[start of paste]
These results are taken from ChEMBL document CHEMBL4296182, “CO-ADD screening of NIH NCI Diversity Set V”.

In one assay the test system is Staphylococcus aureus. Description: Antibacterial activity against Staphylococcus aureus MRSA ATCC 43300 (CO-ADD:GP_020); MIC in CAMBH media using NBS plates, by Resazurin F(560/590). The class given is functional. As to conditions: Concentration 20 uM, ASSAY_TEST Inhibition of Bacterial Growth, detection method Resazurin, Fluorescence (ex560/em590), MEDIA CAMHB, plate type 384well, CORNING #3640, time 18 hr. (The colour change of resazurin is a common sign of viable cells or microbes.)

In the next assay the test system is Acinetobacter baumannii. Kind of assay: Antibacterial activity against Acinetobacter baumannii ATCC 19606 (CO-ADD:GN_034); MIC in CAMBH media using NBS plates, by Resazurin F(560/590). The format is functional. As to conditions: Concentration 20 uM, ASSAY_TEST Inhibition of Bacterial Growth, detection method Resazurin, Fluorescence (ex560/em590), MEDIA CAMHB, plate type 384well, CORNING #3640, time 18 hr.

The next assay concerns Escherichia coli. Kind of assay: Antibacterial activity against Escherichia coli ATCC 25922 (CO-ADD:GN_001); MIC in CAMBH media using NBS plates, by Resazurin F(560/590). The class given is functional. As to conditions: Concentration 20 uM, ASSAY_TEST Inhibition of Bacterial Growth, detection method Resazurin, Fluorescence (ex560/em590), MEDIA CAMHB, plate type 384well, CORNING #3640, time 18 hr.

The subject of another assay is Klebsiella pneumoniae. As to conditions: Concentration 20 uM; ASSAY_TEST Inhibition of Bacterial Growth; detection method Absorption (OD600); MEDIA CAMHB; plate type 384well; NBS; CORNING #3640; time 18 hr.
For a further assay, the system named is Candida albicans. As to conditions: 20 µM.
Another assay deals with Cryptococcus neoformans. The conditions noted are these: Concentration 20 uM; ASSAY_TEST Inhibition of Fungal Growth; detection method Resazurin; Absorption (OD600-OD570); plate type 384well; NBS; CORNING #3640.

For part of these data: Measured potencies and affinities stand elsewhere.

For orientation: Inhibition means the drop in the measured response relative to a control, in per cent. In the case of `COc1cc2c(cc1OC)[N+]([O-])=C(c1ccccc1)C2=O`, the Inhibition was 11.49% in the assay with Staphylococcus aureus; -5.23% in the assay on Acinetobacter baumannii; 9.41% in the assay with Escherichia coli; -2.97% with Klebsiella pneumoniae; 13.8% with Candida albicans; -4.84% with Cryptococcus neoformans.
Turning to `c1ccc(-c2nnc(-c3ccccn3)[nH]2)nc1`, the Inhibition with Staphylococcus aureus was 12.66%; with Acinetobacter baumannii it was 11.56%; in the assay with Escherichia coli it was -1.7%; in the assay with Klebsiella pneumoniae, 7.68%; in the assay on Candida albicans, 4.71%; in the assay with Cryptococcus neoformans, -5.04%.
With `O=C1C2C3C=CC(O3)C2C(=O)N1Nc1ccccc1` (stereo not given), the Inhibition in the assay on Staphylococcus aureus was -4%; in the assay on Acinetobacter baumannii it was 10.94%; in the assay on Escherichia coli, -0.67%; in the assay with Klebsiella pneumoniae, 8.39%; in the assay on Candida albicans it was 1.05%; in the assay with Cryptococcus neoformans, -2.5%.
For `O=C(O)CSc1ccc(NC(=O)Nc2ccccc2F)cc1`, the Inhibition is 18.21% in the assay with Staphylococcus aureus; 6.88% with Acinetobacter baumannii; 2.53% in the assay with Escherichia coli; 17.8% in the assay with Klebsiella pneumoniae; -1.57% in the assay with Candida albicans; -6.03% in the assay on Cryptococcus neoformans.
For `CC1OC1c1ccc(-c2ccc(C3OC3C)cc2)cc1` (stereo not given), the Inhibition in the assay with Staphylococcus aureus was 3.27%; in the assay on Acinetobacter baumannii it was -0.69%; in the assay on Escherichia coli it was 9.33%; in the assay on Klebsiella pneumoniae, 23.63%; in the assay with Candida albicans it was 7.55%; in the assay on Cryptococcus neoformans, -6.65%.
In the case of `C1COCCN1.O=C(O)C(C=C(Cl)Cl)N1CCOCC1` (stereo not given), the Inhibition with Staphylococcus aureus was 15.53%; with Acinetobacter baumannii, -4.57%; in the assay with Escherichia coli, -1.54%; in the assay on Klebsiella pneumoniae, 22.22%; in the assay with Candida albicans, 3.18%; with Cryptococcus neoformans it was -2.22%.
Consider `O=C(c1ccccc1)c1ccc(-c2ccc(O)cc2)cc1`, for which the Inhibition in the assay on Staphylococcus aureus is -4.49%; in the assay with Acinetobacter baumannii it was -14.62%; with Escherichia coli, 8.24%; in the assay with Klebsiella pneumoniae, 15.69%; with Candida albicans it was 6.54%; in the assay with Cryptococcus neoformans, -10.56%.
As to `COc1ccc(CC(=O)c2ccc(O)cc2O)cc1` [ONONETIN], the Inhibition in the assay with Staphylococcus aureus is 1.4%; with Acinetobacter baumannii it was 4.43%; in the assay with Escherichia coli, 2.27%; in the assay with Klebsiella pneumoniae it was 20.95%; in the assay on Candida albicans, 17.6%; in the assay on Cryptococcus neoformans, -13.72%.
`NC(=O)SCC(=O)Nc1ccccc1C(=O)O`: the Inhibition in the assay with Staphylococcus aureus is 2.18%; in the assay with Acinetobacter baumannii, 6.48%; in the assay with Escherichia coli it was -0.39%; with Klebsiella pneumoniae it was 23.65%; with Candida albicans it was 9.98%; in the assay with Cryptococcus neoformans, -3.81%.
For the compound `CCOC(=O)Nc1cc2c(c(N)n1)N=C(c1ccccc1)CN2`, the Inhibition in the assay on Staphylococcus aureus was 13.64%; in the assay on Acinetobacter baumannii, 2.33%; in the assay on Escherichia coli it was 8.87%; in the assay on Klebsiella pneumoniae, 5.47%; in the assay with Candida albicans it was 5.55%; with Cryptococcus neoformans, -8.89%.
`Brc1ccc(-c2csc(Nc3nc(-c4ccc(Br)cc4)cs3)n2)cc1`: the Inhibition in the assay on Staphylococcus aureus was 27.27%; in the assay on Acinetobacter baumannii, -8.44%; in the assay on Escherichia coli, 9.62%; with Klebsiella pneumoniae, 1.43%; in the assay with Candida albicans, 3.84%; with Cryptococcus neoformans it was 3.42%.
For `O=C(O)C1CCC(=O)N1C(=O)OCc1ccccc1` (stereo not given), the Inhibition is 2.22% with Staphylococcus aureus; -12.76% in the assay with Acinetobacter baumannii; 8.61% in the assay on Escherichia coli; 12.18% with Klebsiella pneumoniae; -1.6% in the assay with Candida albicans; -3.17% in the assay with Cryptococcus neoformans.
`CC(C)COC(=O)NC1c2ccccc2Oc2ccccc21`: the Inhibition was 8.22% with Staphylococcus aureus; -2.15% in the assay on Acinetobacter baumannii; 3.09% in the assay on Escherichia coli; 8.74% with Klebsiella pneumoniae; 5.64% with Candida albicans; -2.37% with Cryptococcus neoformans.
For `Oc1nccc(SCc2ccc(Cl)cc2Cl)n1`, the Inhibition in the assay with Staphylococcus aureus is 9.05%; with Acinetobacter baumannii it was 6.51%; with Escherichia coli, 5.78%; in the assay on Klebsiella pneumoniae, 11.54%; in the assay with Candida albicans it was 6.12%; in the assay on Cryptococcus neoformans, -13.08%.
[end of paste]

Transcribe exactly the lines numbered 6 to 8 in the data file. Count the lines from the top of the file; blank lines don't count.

For a further assay, the system named is Candida albicans. As to conditions: 20 µM.
Another assay deals with Cryptococcus neoformans. The conditions noted are these: Concentration 20 uM; ASSAY_TEST Inhibition of Fungal Growth; detection method Resazurin; Absorption (OD600-OD570); plate type 384well; NBS; CORNING #3640.

For part of these data: Measured potencies and affinities stand elsewhere.